Private Sector Must Be Involved In Energy Transition – John Kerry

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Mr John Kerry (right) speaking with moderator at the forum 
Mr John Kerry (right) speaking with moderator at the forum 

Mr John Kerry, the United States Special Presidential Envoy for Climate, has reiterated the need for the private sector to become fully engaged in energy transition plans to curb carbon emissions causing global warming.

Speaking at the 20th Doha Forum, Mr Kerry said Governments were not doing everything they had promised at International Climate Change Conferences.

“During our COP summit in Glasgow, the issue was at the forefront again. If everybody does what they promised in the Paris COP summit, we could hold the temperature by 1.8 degrees by 2050. But the problem is that we are not doing everything we told in the summit,” Mr Kerry stated.

“The best scientists in the world repeatedly over the 30 years and now more dramatically, have been telling us that we have these numbers of years to make credible decisions and implement them to avoid the worst consequences of climate crisis. Let me emphasis it.

“This is not to avoid the crisis but to avoid the worst consequences of the crisis and it is avoidable only, if we cut the emissions by 45 per cent between now and 2030.”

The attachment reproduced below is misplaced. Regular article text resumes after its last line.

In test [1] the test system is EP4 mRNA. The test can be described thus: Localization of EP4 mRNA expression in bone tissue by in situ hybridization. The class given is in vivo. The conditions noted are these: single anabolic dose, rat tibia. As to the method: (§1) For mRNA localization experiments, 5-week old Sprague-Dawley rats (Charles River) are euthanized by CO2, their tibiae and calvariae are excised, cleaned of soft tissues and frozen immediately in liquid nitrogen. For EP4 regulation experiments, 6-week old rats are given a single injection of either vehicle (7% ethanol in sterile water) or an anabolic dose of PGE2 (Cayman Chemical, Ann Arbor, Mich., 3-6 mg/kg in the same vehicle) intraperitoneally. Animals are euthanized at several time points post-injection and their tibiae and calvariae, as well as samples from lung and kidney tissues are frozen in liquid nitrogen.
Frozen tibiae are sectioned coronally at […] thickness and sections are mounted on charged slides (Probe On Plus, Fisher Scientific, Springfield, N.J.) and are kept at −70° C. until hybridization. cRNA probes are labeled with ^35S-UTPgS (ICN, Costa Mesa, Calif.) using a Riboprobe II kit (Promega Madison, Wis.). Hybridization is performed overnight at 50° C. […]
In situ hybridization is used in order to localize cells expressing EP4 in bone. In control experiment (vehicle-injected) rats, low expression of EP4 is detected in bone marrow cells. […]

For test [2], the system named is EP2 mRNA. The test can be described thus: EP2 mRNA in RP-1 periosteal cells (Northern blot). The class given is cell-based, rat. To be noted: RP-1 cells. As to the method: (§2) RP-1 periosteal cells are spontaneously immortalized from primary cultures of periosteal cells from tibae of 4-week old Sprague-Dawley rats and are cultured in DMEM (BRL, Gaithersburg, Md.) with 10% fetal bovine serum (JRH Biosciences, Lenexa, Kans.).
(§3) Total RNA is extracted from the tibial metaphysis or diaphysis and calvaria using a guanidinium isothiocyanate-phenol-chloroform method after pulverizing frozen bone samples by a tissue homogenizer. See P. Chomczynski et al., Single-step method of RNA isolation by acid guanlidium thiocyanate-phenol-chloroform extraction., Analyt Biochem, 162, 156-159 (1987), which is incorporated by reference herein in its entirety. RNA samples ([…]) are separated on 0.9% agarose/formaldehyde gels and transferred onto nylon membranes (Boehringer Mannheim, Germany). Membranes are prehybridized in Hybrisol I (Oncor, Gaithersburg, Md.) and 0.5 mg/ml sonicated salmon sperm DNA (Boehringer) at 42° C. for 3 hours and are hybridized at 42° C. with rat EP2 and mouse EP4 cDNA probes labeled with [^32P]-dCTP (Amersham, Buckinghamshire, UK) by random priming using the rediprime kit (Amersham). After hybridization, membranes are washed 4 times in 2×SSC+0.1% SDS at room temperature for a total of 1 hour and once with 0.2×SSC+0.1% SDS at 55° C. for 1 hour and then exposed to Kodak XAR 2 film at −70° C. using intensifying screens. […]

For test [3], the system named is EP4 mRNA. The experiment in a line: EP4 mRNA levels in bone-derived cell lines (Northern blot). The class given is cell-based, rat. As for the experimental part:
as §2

Mr Kerry, who is a former US Secretary of States, said there must be investments in energy transitions to stop the loss of trillions of dollars of damage that far exceeds the money that was invested.

He said no government alone could have such vast amounts to invest; saying “the only way to get there is to get the private sector fully involved in the transition. It needs that we must be more creative.”

The two-day Forum is being organised by the Qatari Ministry of Foreign Affairs on the theme “Transforming for a New Era.”

This year’s edition is focusing on four core areas, namely Geopolitical Alliances and International Relations; Financial System and Economic Development; Defense, Cyber, and Food Security; and Climate Change and Sustainability.

The Doha Forum is a global platform for dialogue, bringing together leaders in policy to build innovative and action driven networks.

Established in 2000, the Doha Forum is a platform for global dialogue on critical challenges facing our world.

Doha Forum promotes the interchange of ideas, discourse, policy making, and action-oriented recommendations.

Doha Forum reaches out to elevated level: policy makers, government leaders, private sector representatives, civil society, and non-governmental organizations with the belief that diversity in thought will enhance how they deal with their collective challenges.

 

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